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I don't think I can agree with your assessment of the Puritans. Have you examined Calvin's interpretation of the sacraments? Regarding the entire post, I think that you should post links to some quoted resources so that if I am to learn something here, I shouldn't think you're making it up. –  San Jacinto Jun 14 '12 at 11:17
    
@San, I genuinly thank you for noticing that. I re-phrased it a bit to refer to known facts and tried to be clear that this is just one view. By the way its probbaly just semantics, I do not consider Calvin a Puritan, though most Puritans were Calvanists. I tried to make that clearer as well. Cheers –  Mike Jun 14 '12 at 14:31
    
I look forward to reading the edit later, thanks. I didn't mean to suggest that Calvin was a Puritan, only that most Puritans were Calvinists and Calvin definitely had a view of the sacraments that was different from Zwingli. –  San Jacinto Jun 14 '12 at 14:39
    
This: Their 'succession' of tradition is not through Popes or Saints [(or Apostles)] but through faith like Abraham's. Sacraments are things that are commanded. To fail at a sacrament is to sin (which is bad enough), but no more. –  Joel Coehoorn Jun 14 '12 at 21:30
    
@Joel - if by 'fail to do' you mean do not practice baptism or the lord's supper than virtually anyone called christian would say amen. If meaning fail to do like so-and-so's tradition, then we also need to add [angel from heaven] Galatians 1:8 But even if we or an angel from heaven should preach a gospel other than the one we preached to you, let them be under God’s curse! Only tradition deposited in scripture carries the authority of gospel. This is the whole argument in a sentence. –  Mike Jun 14 '12 at 23:53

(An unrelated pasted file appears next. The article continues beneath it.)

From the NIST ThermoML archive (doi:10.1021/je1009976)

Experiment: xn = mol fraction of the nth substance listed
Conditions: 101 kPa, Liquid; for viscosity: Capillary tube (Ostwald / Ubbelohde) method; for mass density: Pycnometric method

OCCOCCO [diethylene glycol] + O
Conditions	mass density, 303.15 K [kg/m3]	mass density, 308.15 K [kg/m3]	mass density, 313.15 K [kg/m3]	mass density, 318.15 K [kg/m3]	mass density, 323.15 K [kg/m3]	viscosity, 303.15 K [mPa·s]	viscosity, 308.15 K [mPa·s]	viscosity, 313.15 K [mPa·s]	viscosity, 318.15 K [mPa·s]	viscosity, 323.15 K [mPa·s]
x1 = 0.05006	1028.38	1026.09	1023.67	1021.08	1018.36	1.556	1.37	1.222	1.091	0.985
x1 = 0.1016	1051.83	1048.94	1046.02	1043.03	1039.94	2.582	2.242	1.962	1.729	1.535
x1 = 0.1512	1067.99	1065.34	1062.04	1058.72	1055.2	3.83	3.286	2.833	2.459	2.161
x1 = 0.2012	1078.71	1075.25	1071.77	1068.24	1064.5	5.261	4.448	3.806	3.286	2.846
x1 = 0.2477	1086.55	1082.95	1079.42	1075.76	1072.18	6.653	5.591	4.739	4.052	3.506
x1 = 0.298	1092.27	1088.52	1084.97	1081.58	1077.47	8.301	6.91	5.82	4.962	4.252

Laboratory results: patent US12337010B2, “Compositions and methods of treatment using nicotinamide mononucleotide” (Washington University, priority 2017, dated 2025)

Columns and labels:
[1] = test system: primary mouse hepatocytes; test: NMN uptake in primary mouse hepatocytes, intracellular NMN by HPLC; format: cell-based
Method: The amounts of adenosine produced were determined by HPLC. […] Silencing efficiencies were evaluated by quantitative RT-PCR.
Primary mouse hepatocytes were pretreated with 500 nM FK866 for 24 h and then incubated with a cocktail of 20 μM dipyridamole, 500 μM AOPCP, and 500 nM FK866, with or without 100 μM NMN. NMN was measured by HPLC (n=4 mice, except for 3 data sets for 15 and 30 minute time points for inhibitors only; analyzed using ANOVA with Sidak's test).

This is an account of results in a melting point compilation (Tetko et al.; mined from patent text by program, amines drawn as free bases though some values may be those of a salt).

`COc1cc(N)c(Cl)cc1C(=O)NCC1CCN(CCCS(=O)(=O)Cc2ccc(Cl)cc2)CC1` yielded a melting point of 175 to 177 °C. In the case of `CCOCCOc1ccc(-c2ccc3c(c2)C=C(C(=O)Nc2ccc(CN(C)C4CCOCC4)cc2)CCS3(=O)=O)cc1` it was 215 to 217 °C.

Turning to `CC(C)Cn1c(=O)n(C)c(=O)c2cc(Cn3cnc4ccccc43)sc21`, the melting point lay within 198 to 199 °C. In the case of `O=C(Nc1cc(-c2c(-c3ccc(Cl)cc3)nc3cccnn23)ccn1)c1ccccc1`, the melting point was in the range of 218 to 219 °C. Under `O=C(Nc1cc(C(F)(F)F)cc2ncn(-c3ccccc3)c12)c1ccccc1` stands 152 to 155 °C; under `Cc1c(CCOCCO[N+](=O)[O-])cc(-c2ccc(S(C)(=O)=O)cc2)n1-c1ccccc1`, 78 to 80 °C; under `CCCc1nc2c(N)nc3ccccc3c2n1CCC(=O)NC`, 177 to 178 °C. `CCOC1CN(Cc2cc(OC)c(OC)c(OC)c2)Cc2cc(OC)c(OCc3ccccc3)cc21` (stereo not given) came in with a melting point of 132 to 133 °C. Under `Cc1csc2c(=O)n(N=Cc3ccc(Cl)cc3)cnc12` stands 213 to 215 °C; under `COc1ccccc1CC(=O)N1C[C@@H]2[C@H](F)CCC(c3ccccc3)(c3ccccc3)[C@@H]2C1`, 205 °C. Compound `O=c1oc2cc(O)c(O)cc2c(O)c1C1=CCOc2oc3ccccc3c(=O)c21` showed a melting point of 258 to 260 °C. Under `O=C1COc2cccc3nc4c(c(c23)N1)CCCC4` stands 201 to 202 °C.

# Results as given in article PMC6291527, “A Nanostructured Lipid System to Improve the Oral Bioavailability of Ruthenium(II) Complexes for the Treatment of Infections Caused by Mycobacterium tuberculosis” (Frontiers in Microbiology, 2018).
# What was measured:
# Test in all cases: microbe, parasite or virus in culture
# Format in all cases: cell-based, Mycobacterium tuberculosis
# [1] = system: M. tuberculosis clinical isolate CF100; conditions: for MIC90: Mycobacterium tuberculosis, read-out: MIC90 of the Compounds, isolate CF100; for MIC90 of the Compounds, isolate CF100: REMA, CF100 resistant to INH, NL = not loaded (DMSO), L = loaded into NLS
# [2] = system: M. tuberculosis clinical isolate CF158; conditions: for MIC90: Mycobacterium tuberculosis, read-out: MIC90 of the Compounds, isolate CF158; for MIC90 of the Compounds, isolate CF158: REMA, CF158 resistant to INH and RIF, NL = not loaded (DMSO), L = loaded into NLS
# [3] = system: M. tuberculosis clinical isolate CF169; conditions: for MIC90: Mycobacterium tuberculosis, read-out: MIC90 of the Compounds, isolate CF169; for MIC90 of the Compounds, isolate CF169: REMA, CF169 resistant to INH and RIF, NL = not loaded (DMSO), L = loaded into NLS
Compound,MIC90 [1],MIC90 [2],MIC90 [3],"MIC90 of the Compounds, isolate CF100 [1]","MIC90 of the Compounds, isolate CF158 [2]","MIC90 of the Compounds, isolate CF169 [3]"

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Asking "What do Protestants think about the sacraments?" is a bit misleading. There are a large variety of Protestant views, some of them are more traditional than others. The question as to whether Protestant groups are wholly divorced from the Apostolic succession is also not 100% correct. There are a few clearly Protestant groups who have at least some claim to succession (Certain Anglicans, the Old Catholic Church, etc.).

This is a statement from the Presbyterian Church of the USA (PCUSA):

In the words of John Calvin, sacraments are "a testimony of divine grace toward us, confirmed by an outward sign, with mutual attestation of our piety toward [God]." A sacrament is a testimony of God's favor toward the church, confirmed by an outward sign, with a mutual testifying of our godliness toward God. It is a primal, physical act that signifies a spiritual relationship between personal beings.

Here's the Lutheran perspective (ELCA):

Contemporary theologians, especially Edward Schillebeeckx, have said that Christ is the "primordial sacrament." The grace that is received in the sacraments is the grace of Christ. In the two sacraments of Baptism and Eucharist Jesus Christ is the content of the sacrament as well as the minister of the sacrament. In both sacraments it is the whole Christ who encounters us. The sacraments are wonderful ways in which Christ is present to us. This is not to deny that Christ is present to us in other ways as well, but if we look at Christ’s command and Christ’s promise it is obvious that two actions are central.

The United Methodist Church (UMC) has similar thoughts:

Like baptism, Holy Communion is regarded by Protestants as a sacrament. That is, it’s an act of worship ordained by Christ and is a means of grace. This does not mean that we become any more worthy of God’s grace by taking part in Communion. Rather, we open ourselves to the divine love that’s already there; we become more ready to receive that love and to respond to it.